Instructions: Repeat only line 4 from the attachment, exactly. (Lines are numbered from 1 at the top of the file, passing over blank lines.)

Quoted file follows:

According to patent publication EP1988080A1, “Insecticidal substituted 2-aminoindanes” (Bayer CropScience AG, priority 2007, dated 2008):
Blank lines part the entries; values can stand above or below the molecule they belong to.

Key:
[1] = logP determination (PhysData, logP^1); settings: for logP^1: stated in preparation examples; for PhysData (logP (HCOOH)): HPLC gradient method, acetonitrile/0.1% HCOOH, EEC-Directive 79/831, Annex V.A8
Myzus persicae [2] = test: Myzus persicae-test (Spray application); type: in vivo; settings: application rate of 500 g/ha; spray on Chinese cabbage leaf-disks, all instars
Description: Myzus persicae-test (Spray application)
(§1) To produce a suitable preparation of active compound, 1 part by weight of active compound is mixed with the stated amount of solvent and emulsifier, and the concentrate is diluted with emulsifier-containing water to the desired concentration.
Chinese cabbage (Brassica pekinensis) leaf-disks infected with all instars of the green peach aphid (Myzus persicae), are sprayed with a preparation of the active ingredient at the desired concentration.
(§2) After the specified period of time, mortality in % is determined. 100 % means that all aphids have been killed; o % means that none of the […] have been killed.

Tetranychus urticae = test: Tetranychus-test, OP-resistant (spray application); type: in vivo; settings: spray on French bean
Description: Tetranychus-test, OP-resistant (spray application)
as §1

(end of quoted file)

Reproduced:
[1] = logP determination (PhysData, logP^1); settings: for logP^1: stated in preparation examples; for PhysData (logP (HCOOH)): HPLC gradient method, acetonitrile/0.1% HCOOH, EEC-Directive 79/831, Annex V.A8